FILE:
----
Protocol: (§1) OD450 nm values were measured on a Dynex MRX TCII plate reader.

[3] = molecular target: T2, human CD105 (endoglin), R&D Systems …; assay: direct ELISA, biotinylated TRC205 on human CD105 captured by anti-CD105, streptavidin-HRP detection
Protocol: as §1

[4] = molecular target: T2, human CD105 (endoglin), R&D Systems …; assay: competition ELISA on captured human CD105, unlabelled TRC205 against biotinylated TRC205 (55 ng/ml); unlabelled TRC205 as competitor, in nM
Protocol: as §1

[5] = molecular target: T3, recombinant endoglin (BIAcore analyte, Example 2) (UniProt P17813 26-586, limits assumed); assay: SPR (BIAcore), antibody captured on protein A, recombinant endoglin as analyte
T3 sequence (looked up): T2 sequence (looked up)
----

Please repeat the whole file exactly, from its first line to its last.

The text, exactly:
Protocol: (§1) OD450 nm values were measured on a Dynex MRX TCII plate reader.

[3] = molecular target: T2, human CD105 (endoglin), R&D Systems …; assay: direct ELISA, biotinylated TRC205 on human CD105 captured by anti-CD105, streptavidin-HRP detection
Protocol: as §1

[4] = molecular target: T2, human CD105 (endoglin), R&D Systems …; assay: competition ELISA on captured human CD105, unlabelled TRC205 against biotinylated TRC205 (55 ng/ml); unlabelled TRC205 as competitor, in nM
Protocol: as §1

[5] = molecular target: T3, recombinant endoglin (BIAcore analyte, Example 2) (UniProt P17813 26-586, limits assumed); assay: SPR (BIAcore), antibody captured on protein A, recombinant endoglin as analyte
T3 sequence (looked up): T2 sequence (looked up)